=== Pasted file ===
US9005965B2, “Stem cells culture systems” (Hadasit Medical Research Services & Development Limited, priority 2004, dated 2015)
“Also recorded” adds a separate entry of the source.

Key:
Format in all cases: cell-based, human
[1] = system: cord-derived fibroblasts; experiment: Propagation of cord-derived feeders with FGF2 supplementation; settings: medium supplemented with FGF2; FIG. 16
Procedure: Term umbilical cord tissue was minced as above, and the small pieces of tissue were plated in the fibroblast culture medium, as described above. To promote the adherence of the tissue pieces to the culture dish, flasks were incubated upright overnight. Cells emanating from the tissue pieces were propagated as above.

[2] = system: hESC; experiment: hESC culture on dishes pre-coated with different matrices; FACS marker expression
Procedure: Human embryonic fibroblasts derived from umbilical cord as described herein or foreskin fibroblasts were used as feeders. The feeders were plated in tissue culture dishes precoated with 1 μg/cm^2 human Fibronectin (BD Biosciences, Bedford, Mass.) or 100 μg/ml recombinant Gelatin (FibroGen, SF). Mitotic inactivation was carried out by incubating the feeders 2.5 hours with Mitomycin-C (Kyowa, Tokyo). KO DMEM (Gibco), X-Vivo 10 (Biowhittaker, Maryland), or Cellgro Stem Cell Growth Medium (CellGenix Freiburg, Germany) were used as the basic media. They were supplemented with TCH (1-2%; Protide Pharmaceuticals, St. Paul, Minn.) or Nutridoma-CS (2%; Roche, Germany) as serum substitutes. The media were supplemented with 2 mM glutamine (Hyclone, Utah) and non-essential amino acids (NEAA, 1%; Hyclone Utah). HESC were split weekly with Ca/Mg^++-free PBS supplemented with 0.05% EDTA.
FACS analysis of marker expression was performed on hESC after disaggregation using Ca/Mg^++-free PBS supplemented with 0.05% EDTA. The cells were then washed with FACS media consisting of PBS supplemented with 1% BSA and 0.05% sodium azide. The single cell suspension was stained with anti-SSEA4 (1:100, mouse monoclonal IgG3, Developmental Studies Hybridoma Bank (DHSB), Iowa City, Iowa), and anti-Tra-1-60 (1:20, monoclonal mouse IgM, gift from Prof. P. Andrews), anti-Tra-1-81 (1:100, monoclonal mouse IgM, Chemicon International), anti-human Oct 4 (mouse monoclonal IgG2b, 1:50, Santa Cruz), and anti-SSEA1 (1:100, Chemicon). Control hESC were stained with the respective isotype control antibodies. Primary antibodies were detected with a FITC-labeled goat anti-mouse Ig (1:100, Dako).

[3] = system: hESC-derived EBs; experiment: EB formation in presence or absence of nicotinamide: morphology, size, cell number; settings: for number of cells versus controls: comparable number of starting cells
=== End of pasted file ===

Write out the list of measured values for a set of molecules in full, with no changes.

US9005965B2, “Stem cells culture systems” (Hadasit Medical Research Services & Development Limited, priority 2004, dated 2015)
“Also recorded” adds a separate entry of the source.

Key:
Format in all cases: cell-based, human
[1] = system: cord-derived fibroblasts; experiment: Propagation of cord-derived feeders with FGF2 supplementation; settings: medium supplemented with FGF2; FIG. 16
Procedure: Term umbilical cord tissue was minced as above, and the small pieces of tissue were plated in the fibroblast culture medium, as described above. To promote the adherence of the tissue pieces to the culture dish, flasks were incubated upright overnight. Cells emanating from the tissue pieces were propagated as above.

[2] = system: hESC; experiment: hESC culture on dishes pre-coated with different matrices; FACS marker expression
Procedure: Human embryonic fibroblasts derived from umbilical cord as described herein or foreskin fibroblasts were used as feeders. The feeders were plated in tissue culture dishes precoated with 1 μg/cm^2 human Fibronectin (BD Biosciences, Bedford, Mass.) or 100 μg/ml recombinant Gelatin (FibroGen, SF). Mitotic inactivation was carried out by incubating the feeders 2.5 hours with Mitomycin-C (Kyowa, Tokyo). KO DMEM (Gibco), X-Vivo 10 (Biowhittaker, Maryland), or Cellgro Stem Cell Growth Medium (CellGenix Freiburg, Germany) were used as the basic media. They were supplemented with TCH (1-2%; Protide Pharmaceuticals, St. Paul, Minn.) or Nutridoma-CS (2%; Roche, Germany) as serum substitutes. The media were supplemented with 2 mM glutamine (Hyclone, Utah) and non-essential amino acids (NEAA, 1%; Hyclone Utah). HESC were split weekly with Ca/Mg^++-free PBS supplemented with 0.05% EDTA.
FACS analysis of marker expression was performed on hESC after disaggregation using Ca/Mg^++-free PBS supplemented with 0.05% EDTA. The cells were then washed with FACS media consisting of PBS supplemented with 1% BSA and 0.05% sodium azide. The single cell suspension was stained with anti-SSEA4 (1:100, mouse monoclonal IgG3, Developmental Studies Hybridoma Bank (DHSB), Iowa City, Iowa), and anti-Tra-1-60 (1:20, monoclonal mouse IgM, gift from Prof. P. Andrews), anti-Tra-1-81 (1:100, monoclonal mouse IgM, Chemicon International), anti-human Oct 4 (mouse monoclonal IgG2b, 1:50, Santa Cruz), and anti-SSEA1 (1:100, Chemicon). Control hESC were stained with the respective isotype control antibodies. Primary antibodies were detected with a FITC-labeled goat anti-mouse Ig (1:100, Dako).

[3] = system: hESC-derived EBs; experiment: EB formation in presence or absence of nicotinamide: morphology, size, cell number; settings: for number of cells versus controls: comparable number of starting cells